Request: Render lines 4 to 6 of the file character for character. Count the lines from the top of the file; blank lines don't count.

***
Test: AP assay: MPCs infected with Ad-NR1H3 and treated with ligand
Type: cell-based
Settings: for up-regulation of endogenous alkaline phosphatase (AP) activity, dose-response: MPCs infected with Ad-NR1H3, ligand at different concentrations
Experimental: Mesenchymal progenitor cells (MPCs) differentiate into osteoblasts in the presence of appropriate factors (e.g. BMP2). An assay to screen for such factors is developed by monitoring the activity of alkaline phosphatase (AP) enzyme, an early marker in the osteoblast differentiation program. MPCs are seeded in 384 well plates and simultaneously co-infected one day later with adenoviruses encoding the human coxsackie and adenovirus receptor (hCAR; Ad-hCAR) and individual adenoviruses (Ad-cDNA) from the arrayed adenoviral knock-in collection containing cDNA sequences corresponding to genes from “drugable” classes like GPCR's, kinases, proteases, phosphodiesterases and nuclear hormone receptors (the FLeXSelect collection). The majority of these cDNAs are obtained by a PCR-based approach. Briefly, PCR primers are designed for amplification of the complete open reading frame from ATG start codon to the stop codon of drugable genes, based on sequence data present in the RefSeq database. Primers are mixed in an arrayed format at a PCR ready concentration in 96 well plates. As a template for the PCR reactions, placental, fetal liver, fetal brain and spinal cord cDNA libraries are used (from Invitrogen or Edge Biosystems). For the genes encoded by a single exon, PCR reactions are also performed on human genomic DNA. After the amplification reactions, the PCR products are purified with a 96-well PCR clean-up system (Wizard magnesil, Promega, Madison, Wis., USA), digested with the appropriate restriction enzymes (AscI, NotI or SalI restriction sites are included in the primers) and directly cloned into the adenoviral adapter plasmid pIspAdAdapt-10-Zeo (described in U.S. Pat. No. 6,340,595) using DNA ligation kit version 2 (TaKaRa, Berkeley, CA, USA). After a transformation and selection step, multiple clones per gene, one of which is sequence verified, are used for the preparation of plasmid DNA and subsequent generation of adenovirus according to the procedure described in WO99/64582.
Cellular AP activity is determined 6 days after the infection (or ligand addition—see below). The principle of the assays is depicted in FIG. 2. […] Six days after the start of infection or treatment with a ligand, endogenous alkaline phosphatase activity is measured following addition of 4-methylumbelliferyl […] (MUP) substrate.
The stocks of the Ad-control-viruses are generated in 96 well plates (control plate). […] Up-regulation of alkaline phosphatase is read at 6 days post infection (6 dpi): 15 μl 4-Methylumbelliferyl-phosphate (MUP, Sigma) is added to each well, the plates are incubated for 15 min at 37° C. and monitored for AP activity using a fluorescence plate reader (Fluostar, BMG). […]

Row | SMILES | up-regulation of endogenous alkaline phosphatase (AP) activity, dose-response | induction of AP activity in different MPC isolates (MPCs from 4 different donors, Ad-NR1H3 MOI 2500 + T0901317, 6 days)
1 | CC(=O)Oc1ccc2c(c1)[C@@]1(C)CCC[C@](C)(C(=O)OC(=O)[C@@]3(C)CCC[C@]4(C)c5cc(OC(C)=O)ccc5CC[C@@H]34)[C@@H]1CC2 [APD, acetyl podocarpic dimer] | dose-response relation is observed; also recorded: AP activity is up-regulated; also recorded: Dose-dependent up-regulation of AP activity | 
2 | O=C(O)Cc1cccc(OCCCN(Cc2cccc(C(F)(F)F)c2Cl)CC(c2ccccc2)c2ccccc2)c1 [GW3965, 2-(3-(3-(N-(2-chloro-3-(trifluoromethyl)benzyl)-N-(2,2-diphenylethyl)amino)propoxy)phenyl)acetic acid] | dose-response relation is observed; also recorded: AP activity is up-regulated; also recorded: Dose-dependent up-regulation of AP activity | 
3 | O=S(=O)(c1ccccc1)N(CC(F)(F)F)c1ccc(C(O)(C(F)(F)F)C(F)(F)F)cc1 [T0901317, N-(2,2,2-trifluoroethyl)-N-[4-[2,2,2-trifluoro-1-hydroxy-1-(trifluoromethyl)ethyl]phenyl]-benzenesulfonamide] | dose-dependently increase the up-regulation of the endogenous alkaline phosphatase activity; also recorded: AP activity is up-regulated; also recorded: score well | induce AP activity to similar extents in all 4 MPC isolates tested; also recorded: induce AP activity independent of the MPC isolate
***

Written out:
Experimental: Mesenchymal progenitor cells (MPCs) differentiate into osteoblasts in the presence of appropriate factors (e.g. BMP2). An assay to screen for such factors is developed by monitoring the activity of alkaline phosphatase (AP) enzyme, an early marker in the osteoblast differentiation program. MPCs are seeded in 384 well plates and simultaneously co-infected one day later with adenoviruses encoding the human coxsackie and adenovirus receptor (hCAR; Ad-hCAR) and individual adenoviruses (Ad-cDNA) from the arrayed adenoviral knock-in collection containing cDNA sequences corresponding to genes from “drugable” classes like GPCR's, kinases, proteases, phosphodiesterases and nuclear hormone receptors (the FLeXSelect collection). The majority of these cDNAs are obtained by a PCR-based approach. Briefly, PCR primers are designed for amplification of the complete open reading frame from ATG start codon to the stop codon of drugable genes, based on sequence data present in the RefSeq database. Primers are mixed in an arrayed format at a PCR ready concentration in 96 well plates. As a template for the PCR reactions, placental, fetal liver, fetal brain and spinal cord cDNA libraries are used (from Invitrogen or Edge Biosystems). For the genes encoded by a single exon, PCR reactions are also performed on human genomic DNA. After the amplification reactions, the PCR products are purified with a 96-well PCR clean-up system (Wizard magnesil, Promega, Madison, Wis., USA), digested with the appropriate restriction enzymes (AscI, NotI or SalI restriction sites are included in the primers) and directly cloned into the adenoviral adapter plasmid pIspAdAdapt-10-Zeo (described in U.S. Pat. No. 6,340,595) using DNA ligation kit version 2 (TaKaRa, Berkeley, CA, USA). After a transformation and selection step, multiple clones per gene, one of which is sequence verified, are used for the preparation of plasmid DNA and subsequent generation of adenovirus according to the procedure described in WO99/64582.
Cellular AP activity is determined 6 days after the infection (or ligand addition—see below). The principle of the assays is depicted in FIG. 2. […] Six days after the start of infection or treatment with a ligand, endogenous alkaline phosphatase activity is measured following addition of 4-methylumbelliferyl […] (MUP) substrate.
The stocks of the Ad-control-viruses are generated in 96 well plates (control plate). […] Up-regulation of alkaline phosphatase is read at 6 days post infection (6 dpi): 15 μl 4-Methylumbelliferyl-phosphate (MUP, Sigma) is added to each well, the plates are incubated for 15 min at 37° C. and monitored for AP activity using a fluorescence plate reader (Fluostar, BMG). […]